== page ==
2.I have 8 USB ports and in this example let's say that I want to disable usb8 ,so:

echo disabled > /sys/bus/usb/devices/usb8/power/wakeup

Go ahead and test it. Now that specific device in USB port 8 won't wake up the PC.

Next step, to make the change permanent after each boot:


sudo nano /etc/rc.local

And we paste the command from step 2. In there (before the exit 0 of course).

That's it.

optional Only if after sleep/wakeup process the USB 8 device , in my example , revert back to enabled.

  1. Write a udev rule too to execute the command after every boot,sleep,wake up.

Open a terminal and do:


At your keyboard device id information the 4 first digits are the vendor id and the 4 next digits are the product id screenshot

Next do:

sudo nano /etc/udev/rules.d/10-wakeup.rules

Where "wakeup" enter your desired name of the script. Number 10 is the priority in case you have many other udev rules, the lower the number the 'rule' will be executed before the others.

Copy paste this and replace the vendor id and product id with your own wireless keyboard vendor id and product id.

ACTION=="add", SUBSYSTEM=="usb", ATTRS{idVendor}=="062a", ATTRS{idProduct}=="4101" RUN+="/bin/sh -c 'echo disabled > /sys/bus/usb/devices/usb8/power/wakeup'"

*usb8 for me is my wireless keyboard (you can also see that in the screenshot (Bus 008)), replace it with your own.

Ctrl + O to save , Ctrl + X to exit and reboot.

  • thanks! this looks interesting. would you mind adding your guide here (changing it so it addresses the specific issue of this question) – geoffrey Jan 30 '17 at 8:02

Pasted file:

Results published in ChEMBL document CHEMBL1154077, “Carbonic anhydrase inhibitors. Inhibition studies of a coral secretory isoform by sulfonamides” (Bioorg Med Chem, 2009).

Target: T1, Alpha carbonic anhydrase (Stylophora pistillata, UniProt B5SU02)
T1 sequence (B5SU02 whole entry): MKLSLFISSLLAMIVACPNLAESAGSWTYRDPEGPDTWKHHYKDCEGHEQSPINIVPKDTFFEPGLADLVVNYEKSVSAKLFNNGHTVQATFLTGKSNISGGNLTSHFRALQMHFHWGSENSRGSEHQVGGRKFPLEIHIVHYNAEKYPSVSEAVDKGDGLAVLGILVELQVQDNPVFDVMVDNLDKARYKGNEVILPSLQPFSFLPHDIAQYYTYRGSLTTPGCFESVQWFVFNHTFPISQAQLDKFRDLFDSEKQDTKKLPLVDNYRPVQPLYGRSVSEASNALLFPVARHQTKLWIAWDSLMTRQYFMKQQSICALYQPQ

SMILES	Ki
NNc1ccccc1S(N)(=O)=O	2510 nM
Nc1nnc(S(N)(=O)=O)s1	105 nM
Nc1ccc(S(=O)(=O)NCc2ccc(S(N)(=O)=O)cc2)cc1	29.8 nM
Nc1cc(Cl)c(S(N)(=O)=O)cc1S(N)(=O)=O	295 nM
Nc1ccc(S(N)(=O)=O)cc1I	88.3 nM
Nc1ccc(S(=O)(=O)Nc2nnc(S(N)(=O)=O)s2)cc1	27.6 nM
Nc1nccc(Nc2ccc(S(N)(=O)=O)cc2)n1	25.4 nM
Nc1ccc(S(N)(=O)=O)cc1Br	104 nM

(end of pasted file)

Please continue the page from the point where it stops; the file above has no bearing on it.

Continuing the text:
• thanks. this is not quite what I wanted, but it got me to fix the issue - by modifying the rc.local file (my issue is not specific to the USB ports). I have posted my own solution, but you will get the bounty (I cannot award it before tomorrow though) – geoffrey Jan 30 '17 at 20:17
  • Which are safe to disable? Will I run into problem if I disable all? The only enabled is for me is /sys/bus/usb/devices/1-2/power/wakeup:enabled – Alfred M. Oct 17 '17 at 14:20
  • syslog doesn't even mention what is waking up the computer – Ken Sharp Jul 4 '19 at 10:17

To make the fix permanent

(I am compiling the solutions provided by Bazon, Ilikerobots, and Pavlos Theodorou - together they address my specific issue)

To fix the issue permanently, whether it is a USB port waking up the system or something else:

  1. Find out what is allowed to wake up your system:

gedit /proc/acpi/wakeup

You might get these or similar lines:

EHC1 S3 *enabled pci:0000:00:xx.x

EHC2 S3 *enabled pci:0000:00:xx.x

XHC S3 *enabled pci:0000:00:xx.x

Then open:

sudo gedit /etc/rc.local

and add these lines (or similar, depending on the results above) before exit 0

echo EHC1 > /proc/acpi/wakeup

echo EHC2 > /proc/acpi/wakeup

echo XHC > /proc/acpi/wakeup

  • oh i didn't think about it. of course it could be another port besides a usb. i'm glad you solved it. – Pavlos Theodorou Jan 30 '17 at 23:53